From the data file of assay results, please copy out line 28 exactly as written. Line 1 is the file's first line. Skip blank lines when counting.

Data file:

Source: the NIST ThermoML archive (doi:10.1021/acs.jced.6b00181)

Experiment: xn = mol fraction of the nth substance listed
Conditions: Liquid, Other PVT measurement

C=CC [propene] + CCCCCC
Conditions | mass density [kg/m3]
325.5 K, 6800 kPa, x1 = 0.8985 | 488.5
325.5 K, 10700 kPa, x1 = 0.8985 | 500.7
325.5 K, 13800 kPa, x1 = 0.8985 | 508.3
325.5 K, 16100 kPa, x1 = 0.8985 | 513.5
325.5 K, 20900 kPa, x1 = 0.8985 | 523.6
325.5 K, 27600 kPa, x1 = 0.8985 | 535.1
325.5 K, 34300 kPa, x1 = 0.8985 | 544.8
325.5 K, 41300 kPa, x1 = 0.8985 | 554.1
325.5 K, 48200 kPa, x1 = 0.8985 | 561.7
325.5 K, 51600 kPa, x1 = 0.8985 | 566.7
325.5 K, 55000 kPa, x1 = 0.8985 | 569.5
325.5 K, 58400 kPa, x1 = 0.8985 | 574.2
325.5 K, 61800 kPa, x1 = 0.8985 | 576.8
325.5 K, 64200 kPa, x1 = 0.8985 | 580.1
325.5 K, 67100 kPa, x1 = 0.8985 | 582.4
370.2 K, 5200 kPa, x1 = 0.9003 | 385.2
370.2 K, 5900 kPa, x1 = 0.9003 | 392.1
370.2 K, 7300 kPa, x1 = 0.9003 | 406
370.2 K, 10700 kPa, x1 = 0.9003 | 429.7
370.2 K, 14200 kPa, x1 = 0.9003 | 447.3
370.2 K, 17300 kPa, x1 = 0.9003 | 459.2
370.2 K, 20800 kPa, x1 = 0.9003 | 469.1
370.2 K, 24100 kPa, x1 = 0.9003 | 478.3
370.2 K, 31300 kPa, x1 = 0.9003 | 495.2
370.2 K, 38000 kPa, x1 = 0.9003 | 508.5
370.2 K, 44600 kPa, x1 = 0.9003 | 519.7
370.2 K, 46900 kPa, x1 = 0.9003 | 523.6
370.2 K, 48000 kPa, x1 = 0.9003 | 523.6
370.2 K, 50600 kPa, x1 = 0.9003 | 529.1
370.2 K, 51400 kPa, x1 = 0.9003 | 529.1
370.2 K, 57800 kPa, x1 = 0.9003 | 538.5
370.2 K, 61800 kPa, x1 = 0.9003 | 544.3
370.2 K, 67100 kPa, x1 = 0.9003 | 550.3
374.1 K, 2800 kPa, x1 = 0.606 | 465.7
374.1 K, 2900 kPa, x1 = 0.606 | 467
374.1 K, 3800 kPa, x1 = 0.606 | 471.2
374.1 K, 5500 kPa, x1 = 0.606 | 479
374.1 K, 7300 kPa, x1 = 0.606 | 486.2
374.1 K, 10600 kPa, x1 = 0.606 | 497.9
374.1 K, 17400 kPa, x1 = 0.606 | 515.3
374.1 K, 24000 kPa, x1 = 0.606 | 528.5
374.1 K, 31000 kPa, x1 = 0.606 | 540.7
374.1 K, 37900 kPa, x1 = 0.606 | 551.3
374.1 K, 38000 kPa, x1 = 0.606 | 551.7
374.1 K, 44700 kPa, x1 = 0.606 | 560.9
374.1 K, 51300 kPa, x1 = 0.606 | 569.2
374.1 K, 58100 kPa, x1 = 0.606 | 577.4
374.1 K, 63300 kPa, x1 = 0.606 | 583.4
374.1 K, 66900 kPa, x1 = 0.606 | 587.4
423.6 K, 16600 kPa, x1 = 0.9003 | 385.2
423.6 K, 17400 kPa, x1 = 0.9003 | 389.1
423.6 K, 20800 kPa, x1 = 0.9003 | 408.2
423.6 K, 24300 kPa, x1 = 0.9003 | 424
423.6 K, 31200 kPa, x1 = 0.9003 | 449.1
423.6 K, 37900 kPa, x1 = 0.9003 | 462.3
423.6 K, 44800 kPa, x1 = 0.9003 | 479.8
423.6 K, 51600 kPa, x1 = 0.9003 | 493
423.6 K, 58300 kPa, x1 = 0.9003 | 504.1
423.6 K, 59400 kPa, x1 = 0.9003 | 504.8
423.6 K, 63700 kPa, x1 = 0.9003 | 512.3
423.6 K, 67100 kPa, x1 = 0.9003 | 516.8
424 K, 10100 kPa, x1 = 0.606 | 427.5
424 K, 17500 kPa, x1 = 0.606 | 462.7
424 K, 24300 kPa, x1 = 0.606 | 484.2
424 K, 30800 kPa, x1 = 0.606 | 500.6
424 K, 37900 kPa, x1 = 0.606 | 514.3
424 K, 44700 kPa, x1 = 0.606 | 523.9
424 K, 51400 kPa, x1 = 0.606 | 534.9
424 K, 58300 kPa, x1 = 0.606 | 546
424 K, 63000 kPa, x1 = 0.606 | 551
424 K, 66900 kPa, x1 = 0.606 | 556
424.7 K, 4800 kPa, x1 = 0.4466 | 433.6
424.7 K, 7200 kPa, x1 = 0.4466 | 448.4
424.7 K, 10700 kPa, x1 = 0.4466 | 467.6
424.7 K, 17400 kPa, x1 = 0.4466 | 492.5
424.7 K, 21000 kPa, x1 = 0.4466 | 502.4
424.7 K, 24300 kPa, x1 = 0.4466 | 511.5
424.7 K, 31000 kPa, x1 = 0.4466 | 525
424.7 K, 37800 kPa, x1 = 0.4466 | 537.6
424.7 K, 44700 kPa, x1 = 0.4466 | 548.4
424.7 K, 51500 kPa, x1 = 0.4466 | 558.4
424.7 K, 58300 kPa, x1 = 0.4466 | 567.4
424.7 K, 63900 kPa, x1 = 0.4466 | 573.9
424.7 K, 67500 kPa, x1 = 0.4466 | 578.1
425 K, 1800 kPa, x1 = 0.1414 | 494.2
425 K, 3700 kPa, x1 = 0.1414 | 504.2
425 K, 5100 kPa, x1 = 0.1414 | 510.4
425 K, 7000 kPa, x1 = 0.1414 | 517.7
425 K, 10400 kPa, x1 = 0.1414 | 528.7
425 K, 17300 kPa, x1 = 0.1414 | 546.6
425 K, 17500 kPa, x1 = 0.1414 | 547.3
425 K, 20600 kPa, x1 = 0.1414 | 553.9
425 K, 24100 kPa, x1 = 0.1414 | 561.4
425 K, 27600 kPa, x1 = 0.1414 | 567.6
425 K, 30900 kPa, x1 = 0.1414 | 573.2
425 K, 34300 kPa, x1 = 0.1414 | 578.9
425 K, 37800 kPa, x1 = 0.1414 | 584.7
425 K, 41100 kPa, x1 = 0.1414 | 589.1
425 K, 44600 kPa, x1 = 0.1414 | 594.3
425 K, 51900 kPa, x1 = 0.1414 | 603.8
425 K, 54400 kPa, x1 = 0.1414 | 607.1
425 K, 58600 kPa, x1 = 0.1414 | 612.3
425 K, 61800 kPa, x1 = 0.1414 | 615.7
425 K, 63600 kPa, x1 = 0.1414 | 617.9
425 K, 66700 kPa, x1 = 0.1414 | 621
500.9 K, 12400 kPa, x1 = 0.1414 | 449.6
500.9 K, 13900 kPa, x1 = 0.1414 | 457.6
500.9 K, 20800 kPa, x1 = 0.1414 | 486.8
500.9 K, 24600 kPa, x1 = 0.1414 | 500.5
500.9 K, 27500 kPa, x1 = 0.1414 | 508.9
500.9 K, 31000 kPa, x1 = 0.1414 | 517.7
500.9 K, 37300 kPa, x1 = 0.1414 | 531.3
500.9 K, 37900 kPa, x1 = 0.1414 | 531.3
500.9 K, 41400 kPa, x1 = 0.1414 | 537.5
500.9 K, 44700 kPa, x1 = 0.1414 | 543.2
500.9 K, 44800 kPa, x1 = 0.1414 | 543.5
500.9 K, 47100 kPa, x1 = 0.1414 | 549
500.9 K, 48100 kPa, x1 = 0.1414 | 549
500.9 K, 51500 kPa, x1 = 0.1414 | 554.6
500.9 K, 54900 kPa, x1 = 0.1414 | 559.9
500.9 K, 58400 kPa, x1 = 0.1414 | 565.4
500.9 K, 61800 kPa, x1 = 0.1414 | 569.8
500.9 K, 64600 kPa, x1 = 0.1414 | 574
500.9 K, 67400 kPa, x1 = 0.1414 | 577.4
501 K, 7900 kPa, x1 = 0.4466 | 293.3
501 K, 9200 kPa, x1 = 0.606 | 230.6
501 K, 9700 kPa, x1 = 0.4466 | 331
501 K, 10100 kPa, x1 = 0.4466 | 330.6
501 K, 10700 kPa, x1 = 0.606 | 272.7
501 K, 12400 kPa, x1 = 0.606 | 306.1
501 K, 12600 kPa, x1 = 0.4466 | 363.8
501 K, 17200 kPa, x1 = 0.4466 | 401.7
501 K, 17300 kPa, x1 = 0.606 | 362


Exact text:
370.2 K, 24100 kPa, x1 = 0.9003 | 478.3